The plot thickens. Hal Guthu one time Hollywood agent is found dead. Was it a suicide? Did some one kill him? Was he smothered to death by a big-boobed woman?
Death and Then Some… Part 4
Russ Meyer sits on his patio overlooking Lake Hollywood with his shirt opening on his big hairy belly. He launches into a story about finding a perfect location to photograph an “over- built woman” and then inserting her into that perfect location “in such a way that she would lean out the window, and shake her bagangas, which by and large are large.” I haven’t got the faintest idea what he’s talking about, and ask him to tell me about Hal Guthu.
“You guys worked together up in San Francisco?”
“It’s not a tremendous remembrance. If you’re asking me to recommend him, the best thing you should do is just recommend me.” He laughs.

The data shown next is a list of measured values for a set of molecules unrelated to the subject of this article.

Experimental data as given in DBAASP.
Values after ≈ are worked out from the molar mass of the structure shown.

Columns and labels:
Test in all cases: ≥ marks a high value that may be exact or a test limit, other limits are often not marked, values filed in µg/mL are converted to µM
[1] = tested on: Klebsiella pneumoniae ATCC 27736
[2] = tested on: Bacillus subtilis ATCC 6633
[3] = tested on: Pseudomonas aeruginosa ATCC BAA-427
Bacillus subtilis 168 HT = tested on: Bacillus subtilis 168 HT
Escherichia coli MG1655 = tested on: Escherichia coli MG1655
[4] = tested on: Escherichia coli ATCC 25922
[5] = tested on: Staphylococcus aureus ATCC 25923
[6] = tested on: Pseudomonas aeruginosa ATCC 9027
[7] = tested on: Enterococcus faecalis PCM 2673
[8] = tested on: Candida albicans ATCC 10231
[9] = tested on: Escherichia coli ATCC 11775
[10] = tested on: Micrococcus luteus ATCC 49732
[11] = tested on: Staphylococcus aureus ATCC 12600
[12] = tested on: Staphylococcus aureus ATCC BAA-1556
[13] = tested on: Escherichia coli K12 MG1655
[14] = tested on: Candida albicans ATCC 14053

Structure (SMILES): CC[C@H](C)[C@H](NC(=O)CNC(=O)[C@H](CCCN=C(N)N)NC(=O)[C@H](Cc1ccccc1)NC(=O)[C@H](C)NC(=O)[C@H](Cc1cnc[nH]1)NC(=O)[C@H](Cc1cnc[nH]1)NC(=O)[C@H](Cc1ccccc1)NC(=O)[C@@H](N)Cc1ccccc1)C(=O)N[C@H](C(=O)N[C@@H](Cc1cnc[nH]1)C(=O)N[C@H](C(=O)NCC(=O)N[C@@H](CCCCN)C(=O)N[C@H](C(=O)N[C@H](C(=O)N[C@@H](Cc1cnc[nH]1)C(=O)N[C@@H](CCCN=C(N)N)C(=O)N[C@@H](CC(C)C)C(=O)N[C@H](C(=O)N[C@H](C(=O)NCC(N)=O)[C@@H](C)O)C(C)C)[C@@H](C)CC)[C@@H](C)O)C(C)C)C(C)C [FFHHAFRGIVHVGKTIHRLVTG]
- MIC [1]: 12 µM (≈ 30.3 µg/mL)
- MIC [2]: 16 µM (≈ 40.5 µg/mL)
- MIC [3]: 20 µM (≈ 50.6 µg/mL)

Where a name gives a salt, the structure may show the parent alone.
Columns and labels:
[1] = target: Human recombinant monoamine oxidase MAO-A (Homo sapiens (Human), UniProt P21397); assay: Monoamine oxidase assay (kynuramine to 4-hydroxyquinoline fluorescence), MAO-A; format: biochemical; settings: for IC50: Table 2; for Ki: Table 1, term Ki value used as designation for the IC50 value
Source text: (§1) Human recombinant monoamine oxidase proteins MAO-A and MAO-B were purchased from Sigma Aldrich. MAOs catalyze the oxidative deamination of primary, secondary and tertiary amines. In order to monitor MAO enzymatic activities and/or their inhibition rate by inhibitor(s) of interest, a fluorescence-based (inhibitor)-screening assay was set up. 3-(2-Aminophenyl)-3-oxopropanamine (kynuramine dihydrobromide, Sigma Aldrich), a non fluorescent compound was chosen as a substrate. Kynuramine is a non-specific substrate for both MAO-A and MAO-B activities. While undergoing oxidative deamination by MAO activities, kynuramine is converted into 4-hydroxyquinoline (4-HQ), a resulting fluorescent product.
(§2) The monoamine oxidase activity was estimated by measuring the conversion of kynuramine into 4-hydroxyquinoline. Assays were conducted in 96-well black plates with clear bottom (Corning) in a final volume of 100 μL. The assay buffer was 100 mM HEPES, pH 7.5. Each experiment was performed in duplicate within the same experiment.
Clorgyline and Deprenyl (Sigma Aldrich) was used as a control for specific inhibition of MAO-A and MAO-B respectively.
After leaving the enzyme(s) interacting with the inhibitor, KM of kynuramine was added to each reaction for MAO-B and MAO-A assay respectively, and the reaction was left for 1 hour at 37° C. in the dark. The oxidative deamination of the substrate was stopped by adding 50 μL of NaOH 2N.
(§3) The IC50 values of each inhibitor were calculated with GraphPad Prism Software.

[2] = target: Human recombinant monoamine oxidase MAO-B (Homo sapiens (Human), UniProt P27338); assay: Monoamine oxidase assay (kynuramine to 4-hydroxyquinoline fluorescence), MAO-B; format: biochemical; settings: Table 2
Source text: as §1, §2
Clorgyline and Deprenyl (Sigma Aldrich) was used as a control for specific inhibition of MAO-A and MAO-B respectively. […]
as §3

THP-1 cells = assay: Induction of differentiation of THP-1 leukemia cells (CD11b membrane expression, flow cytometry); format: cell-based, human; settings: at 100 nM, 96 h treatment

That’s when I realize something’s wrong with Meyer. He wasn’t anything like this the last time I saw him. “Hal was a cameraman,” I prod, “I heard that he was the cameraman on The Immoral Mr. Tease.”
“Was he the cameraman on Mr. Tease? I don’t think so. Maybe I let him load the film.”
“He started a little agency, CHN.”
“I wouldn’t think much of someone starting a little agency,” Meyer says. “Most of these people are trying to get laid themselves, and not having enough push to get women that are over- built.”
“Excuse me?” I say.
“Overbuilt women! That’s why I made a success. Overbuilt women!” Then the phone rings and Meyer picks it up and laughs boisterously, haw haw haw, the old operator putting on the schmooze. “Yeah, I’m ready to make pictures,” he says, “soon as I find an overbuilt woman. That’s what I need. I need an over built woman!”